1. In the default game, you've got 12 treasure coins distributed evenly among four islands. Each coin has a random value on the back. You've got 30 points worth of ships, which will get you three reasonable ships. The most obvious course of action is to send your ships out to the islands and be the fastest to load your ship and return to your home island. While both games did feature some ship-to-ship combat, both games came down to "grab six coins, return home, and hope that your random coins are worth more than your opponent's". Since most ships can hold at least three coins, you can grab enough coins to win with one trip. This is solved by just tweaking the scenario a bit. Perhaps by having fewer islands with more treasure on 'em, so there's more contention for resources.
2. The rule for what happens to treasure in a sinking ship makes no sense. The rules say that if you sink a boat holding treasure, the treasure should be divided equally between the sink-er and the sink-ee. That doesn't really fit with reality. Thinking about it, I think that if you damage a boat enough to sink it, you can keep the treasure if you're touching the sinking ship (i.e. you plunder the ship before it sinks). Otherwise, the treasure goes down with the ship and is out of the game.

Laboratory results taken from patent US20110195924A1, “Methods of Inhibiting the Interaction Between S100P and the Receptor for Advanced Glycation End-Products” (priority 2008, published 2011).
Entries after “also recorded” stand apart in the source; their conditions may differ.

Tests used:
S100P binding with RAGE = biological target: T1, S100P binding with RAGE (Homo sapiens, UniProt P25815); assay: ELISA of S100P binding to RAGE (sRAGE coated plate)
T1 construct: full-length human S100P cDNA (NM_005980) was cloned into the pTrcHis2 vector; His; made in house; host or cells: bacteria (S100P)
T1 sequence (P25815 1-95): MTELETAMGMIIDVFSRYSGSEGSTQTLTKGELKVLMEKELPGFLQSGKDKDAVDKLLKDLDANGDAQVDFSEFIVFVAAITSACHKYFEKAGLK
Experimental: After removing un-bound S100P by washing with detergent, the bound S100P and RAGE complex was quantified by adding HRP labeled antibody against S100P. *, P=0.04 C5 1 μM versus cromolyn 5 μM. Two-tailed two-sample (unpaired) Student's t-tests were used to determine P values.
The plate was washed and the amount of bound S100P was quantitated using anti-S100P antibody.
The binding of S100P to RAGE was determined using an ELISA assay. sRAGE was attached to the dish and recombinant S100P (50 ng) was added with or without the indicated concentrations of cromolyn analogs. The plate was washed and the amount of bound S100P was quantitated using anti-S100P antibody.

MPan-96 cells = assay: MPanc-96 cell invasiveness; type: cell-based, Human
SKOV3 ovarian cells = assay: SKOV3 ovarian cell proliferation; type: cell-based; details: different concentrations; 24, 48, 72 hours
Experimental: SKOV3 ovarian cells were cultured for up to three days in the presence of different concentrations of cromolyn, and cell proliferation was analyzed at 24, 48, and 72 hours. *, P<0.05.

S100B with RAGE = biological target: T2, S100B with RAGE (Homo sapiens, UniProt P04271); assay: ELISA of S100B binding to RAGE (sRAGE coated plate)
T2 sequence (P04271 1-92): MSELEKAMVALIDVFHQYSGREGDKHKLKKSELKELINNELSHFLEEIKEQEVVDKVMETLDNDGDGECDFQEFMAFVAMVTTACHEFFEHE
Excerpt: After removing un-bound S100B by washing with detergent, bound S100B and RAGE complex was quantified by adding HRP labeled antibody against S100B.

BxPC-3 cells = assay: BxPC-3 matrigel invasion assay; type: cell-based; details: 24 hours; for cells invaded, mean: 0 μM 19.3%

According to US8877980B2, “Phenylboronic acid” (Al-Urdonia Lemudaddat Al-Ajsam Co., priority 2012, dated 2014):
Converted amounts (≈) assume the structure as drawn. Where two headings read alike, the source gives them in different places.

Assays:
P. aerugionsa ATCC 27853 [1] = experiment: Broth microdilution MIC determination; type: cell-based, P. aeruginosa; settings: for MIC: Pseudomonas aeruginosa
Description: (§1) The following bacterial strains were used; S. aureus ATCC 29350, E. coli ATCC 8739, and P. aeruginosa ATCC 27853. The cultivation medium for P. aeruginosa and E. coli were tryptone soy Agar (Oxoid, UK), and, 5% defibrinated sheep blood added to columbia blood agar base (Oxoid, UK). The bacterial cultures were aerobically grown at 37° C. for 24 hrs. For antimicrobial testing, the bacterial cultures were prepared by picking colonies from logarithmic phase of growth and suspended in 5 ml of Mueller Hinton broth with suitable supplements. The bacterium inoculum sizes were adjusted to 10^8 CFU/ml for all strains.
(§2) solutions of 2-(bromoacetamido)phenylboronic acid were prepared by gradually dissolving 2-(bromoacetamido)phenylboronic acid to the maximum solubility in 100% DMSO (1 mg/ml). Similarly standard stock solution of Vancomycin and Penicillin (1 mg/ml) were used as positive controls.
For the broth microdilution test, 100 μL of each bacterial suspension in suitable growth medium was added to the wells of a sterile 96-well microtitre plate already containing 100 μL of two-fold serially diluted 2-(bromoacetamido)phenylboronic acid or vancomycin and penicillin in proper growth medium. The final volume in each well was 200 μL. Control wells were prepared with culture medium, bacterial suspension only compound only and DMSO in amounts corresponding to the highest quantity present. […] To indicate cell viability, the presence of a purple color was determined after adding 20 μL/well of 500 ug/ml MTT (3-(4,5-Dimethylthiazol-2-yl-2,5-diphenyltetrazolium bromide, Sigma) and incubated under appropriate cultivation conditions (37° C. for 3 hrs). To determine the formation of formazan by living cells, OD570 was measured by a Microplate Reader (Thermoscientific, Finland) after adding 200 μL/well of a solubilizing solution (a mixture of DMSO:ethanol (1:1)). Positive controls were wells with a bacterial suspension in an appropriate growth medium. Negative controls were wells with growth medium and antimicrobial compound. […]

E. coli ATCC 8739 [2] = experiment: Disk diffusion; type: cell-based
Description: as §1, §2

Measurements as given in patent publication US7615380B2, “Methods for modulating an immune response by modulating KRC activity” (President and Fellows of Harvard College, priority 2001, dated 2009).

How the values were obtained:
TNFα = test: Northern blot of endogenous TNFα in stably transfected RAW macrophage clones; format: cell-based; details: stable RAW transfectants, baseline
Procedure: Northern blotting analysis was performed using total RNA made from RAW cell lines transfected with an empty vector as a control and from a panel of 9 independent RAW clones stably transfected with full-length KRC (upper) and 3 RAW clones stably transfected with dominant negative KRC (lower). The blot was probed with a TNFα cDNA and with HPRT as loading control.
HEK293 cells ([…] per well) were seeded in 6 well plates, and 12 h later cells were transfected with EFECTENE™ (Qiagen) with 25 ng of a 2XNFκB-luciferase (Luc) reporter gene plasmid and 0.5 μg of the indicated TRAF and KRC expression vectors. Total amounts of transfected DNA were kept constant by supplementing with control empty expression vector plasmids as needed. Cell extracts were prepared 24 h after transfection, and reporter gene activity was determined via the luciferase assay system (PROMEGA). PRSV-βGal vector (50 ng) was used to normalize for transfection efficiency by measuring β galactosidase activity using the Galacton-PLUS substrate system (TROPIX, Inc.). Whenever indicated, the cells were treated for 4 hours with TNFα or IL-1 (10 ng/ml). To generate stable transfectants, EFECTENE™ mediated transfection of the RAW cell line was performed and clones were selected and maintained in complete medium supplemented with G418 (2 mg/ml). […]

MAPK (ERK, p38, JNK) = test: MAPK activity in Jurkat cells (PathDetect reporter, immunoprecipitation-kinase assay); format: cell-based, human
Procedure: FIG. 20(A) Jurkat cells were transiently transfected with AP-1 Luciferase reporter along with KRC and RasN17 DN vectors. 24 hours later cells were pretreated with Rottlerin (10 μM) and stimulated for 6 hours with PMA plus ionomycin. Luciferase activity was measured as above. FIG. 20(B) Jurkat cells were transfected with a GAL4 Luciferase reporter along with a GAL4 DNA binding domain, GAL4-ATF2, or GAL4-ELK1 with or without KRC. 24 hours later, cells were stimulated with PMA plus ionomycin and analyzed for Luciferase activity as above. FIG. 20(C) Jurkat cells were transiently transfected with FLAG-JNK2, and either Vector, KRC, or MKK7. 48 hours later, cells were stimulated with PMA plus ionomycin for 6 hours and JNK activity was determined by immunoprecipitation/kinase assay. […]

Just musing. It's a really fun game, though, and the movement and combat rules work pretty well. I'd like to see some good balanced "canned scenarios" come out for it, ala Warhammer and Settlers.
Belated happy 40th birthday to Bryan Mau. We were planning to make a surprise visit to Austin for his birthday, but hurricane panic just made that too difficult. When we heard that hotel rooms in Waco (an hour north of Austin) were booked, we realized that the whole traffic and lodging situation was just gonna be too much of a zoo.
Happy 40th big guy!
Here's a very cool 3D Flash effect. You'll spend ten minutes scrolling about to see all the little bits they've got in the scene (like the champagne cork). Enjoy.